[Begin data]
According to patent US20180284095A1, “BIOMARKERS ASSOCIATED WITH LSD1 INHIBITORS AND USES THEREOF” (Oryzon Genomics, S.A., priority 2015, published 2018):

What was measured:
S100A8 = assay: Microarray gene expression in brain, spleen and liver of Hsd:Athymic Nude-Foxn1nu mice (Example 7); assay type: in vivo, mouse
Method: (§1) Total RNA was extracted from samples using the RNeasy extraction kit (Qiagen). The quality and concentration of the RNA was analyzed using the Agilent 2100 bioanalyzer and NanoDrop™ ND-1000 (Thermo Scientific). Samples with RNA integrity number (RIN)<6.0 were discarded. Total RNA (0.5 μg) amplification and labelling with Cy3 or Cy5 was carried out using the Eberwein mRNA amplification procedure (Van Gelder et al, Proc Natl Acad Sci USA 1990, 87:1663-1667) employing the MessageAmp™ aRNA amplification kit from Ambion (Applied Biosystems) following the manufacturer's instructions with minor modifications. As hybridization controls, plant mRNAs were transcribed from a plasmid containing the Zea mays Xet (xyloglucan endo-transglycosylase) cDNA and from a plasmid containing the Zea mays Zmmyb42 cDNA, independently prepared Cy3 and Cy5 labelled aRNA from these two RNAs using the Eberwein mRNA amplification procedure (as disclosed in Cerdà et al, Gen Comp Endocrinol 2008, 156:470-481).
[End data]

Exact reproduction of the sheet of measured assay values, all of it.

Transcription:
According to patent US20180284095A1, “BIOMARKERS ASSOCIATED WITH LSD1 INHIBITORS AND USES THEREOF” (Oryzon Genomics, S.A., priority 2015, published 2018):

What was measured:
S100A8 = assay: Microarray gene expression in brain, spleen and liver of Hsd:Athymic Nude-Foxn1nu mice (Example 7); assay type: in vivo, mouse
Method: (§1) Total RNA was extracted from samples using the RNeasy extraction kit (Qiagen). The quality and concentration of the RNA was analyzed using the Agilent 2100 bioanalyzer and NanoDrop™ ND-1000 (Thermo Scientific). Samples with RNA integrity number (RIN)<6.0 were discarded. Total RNA (0.5 μg) amplification and labelling with Cy3 or Cy5 was carried out using the Eberwein mRNA amplification procedure (Van Gelder et al, Proc Natl Acad Sci USA 1990, 87:1663-1667) employing the MessageAmp™ aRNA amplification kit from Ambion (Applied Biosystems) following the manufacturer's instructions with minor modifications. As hybridization controls, plant mRNAs were transcribed from a plasmid containing the Zea mays Xet (xyloglucan endo-transglycosylase) cDNA and from a plasmid containing the Zea mays Zmmyb42 cDNA, independently prepared Cy3 and Cy5 labelled aRNA from these two RNAs using the Eberwein mRNA amplification procedure (as disclosed in Cerdà et al, Gen Comp Endocrinol 2008, 156:470-481).